Mercer’s population is mostly white, and at least one white guy is anxious about whether he can fulfil his role as the protector of hearth and home, but it also has minorities. Gaddis is a gay black man, isolated in this world, but when he slips across to a parallel one after seeing a strange sinkhole appear and vanish in a field, he finds an alt-Gaddis living happily in a long-term relationship, although the appearance of a new, fresh version of himself creates a very unusual sexual triangle. A young Chinese-American girl makes a relationship with a boy from a similar background who is also an outsider as he has a deformed foot that causes him to limp. She finds a mysterious device and after restoring its power source with one of the batteries available to the repair crews travelling the fields, it turns out it can freeze time except for anyone wearing special bracelets. So the couple are able to enjoy an entire cycle of love and falling-out whilst the world stands still.
The economics of Mercer are unclear – although we see a family worrying about money, especially once medical bills pile up, they never really seem to be at risk of foreclosure. Nobody seems to leave for work or college elsewhere, or take holidays further away, suggesting of course that maybe its all some sort of enclosure or illusion. There is an island across some body of water, which no one travels to however. We do see Winesburg, Ohio indicated on a road sign at one point.
The Loop itself seems to have started back in the 1940s, as the earliest part of its history is when young Loretta overhears her mum Alma arguing with young Russ about how she’s stolen something from her workplace at the project and she needs to be sensible and bring it back.
But Alma persists in tinkering with the mysterious black rock she has purloined, and everything goes very weird.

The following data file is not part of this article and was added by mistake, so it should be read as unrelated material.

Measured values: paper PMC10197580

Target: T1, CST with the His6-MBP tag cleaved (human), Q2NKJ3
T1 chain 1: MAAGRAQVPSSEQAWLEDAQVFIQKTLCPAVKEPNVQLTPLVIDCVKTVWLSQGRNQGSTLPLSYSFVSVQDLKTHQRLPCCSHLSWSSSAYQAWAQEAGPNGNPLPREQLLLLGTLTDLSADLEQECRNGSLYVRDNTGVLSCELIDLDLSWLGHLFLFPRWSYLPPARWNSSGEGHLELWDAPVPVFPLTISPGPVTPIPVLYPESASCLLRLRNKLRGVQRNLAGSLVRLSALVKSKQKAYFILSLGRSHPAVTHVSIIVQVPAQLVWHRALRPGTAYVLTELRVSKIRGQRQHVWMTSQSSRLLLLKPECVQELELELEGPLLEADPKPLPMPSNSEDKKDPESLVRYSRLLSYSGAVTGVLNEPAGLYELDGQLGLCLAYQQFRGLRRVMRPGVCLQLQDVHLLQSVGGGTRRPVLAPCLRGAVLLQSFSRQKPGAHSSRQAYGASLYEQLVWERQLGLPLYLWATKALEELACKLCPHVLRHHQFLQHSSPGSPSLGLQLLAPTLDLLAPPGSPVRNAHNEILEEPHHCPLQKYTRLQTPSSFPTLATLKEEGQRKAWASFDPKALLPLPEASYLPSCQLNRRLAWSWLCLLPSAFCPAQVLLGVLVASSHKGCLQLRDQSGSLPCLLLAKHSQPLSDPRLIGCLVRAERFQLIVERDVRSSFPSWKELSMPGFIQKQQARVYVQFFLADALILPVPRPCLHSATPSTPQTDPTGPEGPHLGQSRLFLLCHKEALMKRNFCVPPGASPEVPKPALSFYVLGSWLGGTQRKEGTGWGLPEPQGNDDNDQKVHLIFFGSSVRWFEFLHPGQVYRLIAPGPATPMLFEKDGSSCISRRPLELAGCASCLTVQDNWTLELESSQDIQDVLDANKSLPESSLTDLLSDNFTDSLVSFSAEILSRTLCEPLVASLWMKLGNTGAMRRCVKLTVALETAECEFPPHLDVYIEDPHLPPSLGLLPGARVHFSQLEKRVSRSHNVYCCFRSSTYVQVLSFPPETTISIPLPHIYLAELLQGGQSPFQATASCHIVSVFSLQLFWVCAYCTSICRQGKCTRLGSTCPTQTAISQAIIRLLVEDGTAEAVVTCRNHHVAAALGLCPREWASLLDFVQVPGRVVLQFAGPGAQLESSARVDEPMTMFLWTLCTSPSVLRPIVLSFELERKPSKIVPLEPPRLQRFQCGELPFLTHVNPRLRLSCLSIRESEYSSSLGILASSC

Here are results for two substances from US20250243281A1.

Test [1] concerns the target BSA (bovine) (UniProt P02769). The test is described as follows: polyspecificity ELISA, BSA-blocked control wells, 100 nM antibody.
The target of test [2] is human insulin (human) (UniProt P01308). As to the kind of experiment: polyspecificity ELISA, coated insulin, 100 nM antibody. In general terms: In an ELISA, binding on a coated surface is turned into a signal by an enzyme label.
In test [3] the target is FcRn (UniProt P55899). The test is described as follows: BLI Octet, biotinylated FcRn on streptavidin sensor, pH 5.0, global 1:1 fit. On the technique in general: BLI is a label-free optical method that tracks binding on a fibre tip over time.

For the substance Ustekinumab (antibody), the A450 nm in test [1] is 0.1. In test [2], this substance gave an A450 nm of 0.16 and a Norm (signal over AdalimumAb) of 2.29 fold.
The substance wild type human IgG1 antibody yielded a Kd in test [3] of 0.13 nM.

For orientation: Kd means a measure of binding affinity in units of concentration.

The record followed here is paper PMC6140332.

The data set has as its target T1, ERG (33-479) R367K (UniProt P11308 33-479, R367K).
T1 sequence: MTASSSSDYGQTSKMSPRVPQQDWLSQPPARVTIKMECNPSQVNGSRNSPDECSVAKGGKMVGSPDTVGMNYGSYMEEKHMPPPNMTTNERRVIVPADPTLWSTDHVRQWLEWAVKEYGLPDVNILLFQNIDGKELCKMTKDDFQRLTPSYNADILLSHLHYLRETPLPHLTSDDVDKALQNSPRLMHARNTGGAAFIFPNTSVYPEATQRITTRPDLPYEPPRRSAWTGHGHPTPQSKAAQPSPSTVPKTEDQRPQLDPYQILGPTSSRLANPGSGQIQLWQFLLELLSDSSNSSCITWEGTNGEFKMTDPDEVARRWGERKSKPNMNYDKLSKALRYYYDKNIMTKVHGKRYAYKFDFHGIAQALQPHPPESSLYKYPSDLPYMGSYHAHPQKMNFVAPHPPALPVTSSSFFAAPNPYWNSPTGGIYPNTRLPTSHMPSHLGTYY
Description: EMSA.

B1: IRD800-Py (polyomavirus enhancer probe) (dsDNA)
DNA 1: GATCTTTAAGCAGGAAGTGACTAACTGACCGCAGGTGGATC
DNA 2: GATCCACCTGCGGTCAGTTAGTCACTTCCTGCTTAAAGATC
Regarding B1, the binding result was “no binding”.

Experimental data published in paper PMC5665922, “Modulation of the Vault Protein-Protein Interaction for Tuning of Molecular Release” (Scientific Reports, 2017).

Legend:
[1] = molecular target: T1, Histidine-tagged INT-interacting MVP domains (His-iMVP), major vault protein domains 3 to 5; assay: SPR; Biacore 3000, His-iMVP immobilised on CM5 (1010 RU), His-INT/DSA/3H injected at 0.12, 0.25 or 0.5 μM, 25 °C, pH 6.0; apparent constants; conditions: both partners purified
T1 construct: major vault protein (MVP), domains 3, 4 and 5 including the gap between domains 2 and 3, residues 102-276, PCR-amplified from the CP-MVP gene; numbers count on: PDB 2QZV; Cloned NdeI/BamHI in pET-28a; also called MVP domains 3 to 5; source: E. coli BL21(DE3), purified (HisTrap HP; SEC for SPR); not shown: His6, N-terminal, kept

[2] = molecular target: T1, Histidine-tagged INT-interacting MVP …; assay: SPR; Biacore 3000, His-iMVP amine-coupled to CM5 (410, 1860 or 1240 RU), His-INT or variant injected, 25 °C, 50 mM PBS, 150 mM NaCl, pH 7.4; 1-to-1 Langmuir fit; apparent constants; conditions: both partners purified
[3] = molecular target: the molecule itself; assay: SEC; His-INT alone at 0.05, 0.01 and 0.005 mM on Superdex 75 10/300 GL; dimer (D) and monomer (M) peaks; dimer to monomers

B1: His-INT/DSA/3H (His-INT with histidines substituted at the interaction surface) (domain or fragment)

A question never raised in the series: what was the relationship between Russ and Alma? If (as their argument might be taken to indicate) he’s the absent dad of Loretta, than that implies a troubling awkward detail about her later marriage and the man she has children with.
Alma’s experiment goes wrong and sets Loretta adrift in time, and so we are quickly taken to see the inner secret of The Loop.
SCIENTIST: The Eclipse… the beating heart of The Loop. Everything above ground – the reason you’re here, now – the Eclipse is responsible.
Where does The Eclipse come from? It is never stated, but I think it was discovered, not created. Dotted around Mercer are the remains of various objects that look like landing craft from space missions, and they have markings on them, but they don’t seem to be oddities that are not fully understood, although some are recognised as having special powers.
I think the back story of Mercer is that it is like the Zone in Roadside Picnic (and its film adaptation Stalker): random detritus of alien civilisation, which human scientists are struggling to reverse-engineer – leading to such novelties as the levitating harvester. Perhaps the serial numbers on the sides of the modules indicate they come from the future – perhaps that’s where at least some of these characters are from? We do learn in the final episode that one regularly occurring figure wasn’t what they seemed to be. It’s a bit vague how exactly Loretta gets back to resume her childhood when Alma is vanished for good.
Every episode picks up a strand or side-effect of another story, with a core cluster of characters tying them all together. I wondered if the very final scenes are pointing at a St.Elsewhere ending, with it all being part of the imagination of young Cole; however we don’t see much evidence of him having a vivid inner life, though there are swirly abstract drawings on his bedroom wall. He is also not indicated as being autistic or having any unusual powers or insights. It’s no more likely that it’s all the dying dream of young Loretta, who had nowhere to go back to after her mum erased their home from existence. There is no answer in this text, and that’s why it’s as near to perfect as it could get. This universe doesn’t need to be “explained”; just like our own.